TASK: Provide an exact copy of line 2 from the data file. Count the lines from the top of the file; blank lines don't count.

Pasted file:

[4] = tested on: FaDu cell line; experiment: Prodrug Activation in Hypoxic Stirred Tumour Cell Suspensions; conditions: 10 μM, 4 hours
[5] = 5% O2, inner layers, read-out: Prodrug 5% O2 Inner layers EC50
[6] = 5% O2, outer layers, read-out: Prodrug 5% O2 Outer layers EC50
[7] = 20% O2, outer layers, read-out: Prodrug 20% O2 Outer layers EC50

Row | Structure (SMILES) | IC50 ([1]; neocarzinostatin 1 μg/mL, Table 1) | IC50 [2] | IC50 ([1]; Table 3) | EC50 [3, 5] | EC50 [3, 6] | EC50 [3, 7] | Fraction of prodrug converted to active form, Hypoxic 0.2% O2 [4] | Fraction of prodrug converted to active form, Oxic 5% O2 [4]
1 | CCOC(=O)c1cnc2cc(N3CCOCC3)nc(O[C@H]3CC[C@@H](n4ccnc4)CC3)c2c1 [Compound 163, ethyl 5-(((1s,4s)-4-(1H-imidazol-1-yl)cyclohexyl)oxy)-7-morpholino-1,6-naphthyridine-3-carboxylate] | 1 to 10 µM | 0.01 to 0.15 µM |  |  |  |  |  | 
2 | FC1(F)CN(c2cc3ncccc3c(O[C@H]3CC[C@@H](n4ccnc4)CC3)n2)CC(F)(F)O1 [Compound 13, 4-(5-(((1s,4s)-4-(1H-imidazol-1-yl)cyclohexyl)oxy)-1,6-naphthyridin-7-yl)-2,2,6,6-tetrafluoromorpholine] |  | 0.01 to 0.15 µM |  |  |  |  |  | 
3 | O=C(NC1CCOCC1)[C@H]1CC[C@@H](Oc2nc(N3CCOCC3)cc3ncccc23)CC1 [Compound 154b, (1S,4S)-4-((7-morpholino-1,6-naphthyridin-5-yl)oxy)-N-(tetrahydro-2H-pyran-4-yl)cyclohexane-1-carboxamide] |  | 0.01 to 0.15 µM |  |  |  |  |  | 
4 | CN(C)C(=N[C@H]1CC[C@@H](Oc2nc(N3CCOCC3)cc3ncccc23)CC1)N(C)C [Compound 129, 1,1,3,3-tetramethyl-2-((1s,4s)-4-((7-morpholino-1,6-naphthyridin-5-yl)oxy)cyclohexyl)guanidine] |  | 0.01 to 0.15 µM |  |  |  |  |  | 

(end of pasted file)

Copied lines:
[5] = 5% O2, inner layers, read-out: Prodrug 5% O2 Inner layers EC50